When you’re starting a business, especially if you will be holding stock, it’s really important to determine your business model in advance. Will you buy ’em cheap and stack ’em deep, as the saying goes, or will you aim for a lower volume of higher value goods? A danger with the first model is that you leave yourself less wiggle room on your sale price – if the marketplace shifts and people are no longer willing to pay your asking price for your goods, you’ll be forced to sell stock at a loss – or worse, not sell it at all. On the other hand, with higher value goods, you can’t hold as much stock, and restocking is expensive while you’re still growing. That doesn’t mean either business model is unworkable; it means you need to plan ahead and look at what suits your circumstances and your market.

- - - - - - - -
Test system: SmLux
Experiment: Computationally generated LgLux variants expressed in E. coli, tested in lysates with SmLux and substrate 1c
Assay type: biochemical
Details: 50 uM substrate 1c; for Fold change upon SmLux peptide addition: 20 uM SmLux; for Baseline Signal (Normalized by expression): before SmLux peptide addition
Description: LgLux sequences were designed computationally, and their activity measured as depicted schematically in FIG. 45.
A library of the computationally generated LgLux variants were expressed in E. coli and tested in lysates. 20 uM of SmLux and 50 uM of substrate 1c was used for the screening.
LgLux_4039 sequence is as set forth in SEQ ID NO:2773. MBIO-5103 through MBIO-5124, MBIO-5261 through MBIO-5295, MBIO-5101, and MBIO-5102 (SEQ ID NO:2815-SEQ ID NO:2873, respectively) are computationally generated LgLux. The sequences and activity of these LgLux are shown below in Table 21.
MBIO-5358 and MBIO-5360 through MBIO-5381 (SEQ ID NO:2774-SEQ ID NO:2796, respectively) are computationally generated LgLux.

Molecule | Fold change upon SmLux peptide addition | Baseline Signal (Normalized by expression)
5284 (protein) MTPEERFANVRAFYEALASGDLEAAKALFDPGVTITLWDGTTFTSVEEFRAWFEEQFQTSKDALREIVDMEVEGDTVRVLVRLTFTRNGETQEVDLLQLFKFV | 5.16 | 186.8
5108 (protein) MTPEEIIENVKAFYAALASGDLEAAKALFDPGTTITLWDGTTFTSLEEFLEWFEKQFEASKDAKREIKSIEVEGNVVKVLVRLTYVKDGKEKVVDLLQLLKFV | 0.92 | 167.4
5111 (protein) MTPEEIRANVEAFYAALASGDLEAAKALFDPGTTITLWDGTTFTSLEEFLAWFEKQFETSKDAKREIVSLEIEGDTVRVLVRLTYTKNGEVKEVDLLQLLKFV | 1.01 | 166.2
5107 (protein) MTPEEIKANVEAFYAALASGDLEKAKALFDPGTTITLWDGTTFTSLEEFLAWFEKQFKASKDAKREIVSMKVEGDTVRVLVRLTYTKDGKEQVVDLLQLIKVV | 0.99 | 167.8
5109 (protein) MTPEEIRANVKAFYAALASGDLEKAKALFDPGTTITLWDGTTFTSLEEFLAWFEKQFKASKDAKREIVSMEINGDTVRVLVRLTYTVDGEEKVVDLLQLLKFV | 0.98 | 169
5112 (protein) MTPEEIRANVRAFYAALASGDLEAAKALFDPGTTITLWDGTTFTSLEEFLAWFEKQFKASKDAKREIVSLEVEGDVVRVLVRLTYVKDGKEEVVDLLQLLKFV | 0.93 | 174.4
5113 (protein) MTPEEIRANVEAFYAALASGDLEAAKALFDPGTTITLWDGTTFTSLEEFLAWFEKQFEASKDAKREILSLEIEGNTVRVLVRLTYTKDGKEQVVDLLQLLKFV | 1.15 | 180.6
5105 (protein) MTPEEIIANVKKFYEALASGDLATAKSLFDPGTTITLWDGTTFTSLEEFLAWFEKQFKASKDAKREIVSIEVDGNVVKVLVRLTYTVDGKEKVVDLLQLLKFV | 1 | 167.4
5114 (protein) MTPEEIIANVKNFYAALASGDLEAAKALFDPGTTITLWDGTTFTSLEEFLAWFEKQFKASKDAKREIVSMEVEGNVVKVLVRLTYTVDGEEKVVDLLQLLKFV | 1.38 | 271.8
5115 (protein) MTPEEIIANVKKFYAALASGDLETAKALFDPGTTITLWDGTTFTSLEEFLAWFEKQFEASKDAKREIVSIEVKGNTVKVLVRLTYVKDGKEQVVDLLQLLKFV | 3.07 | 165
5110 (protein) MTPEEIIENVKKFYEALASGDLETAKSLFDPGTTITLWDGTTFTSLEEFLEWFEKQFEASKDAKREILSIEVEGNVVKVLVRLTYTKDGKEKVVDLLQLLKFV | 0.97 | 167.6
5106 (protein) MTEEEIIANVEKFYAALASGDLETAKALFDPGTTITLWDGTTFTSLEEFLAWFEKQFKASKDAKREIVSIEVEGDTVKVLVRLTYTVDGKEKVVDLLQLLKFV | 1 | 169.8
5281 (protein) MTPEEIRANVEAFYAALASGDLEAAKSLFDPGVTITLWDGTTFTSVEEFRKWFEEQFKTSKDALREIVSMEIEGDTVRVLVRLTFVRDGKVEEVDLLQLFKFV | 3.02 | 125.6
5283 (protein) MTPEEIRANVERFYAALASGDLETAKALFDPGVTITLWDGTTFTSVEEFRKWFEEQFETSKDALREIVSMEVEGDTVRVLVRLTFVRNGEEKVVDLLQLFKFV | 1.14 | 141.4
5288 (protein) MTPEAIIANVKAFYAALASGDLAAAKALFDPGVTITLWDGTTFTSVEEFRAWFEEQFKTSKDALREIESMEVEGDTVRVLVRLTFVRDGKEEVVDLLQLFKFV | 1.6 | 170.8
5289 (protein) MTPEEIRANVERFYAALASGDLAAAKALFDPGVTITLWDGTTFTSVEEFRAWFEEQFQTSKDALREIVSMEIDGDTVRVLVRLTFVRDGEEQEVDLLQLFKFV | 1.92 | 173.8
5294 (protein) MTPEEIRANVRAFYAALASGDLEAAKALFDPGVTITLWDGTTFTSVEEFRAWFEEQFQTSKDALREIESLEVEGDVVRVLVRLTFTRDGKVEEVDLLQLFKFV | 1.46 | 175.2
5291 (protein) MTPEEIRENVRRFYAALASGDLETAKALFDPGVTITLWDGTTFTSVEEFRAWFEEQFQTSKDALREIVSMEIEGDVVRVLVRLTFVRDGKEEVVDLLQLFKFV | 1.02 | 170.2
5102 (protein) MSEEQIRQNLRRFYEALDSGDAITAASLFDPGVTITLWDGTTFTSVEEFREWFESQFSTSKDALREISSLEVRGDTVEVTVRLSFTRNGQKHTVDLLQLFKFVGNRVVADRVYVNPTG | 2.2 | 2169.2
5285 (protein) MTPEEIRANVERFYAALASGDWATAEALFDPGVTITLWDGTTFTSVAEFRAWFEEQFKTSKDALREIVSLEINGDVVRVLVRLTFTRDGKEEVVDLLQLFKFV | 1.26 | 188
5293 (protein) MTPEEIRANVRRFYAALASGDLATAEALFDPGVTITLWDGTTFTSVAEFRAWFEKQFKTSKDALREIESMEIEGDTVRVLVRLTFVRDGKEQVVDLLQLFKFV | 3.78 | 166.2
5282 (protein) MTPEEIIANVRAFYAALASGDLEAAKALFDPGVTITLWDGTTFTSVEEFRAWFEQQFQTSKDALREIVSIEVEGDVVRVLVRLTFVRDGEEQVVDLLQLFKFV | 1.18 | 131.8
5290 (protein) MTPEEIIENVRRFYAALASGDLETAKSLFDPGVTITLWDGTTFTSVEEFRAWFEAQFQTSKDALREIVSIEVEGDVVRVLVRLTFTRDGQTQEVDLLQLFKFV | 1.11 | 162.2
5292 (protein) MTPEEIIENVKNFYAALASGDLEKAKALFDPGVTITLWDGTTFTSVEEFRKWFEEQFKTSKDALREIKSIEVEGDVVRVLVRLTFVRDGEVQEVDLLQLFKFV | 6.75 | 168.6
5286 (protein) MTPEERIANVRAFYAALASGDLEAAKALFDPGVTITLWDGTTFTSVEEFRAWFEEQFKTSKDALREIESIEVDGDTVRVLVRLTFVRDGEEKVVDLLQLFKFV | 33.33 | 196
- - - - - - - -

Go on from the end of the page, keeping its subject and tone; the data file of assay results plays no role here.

Here’s what John Davies has to say:
Transcript: Make sure you know what your business model is going to be. A high volume, low margin business will take far more cash to run than a high value, low volume business. Make sure you get that right on day one.
Talk to your suppliers about terms of business. Do they offer sale or return? How about dropshipping or payments on account? With a bit of forward planning and a clear understanding of your business model, your company can thrive.
What’s your business model? How do you manage cash flow? If you need help, talk to us – our Revolving Cash Fund provides an alternative to an overdraft for well run, growing businesses.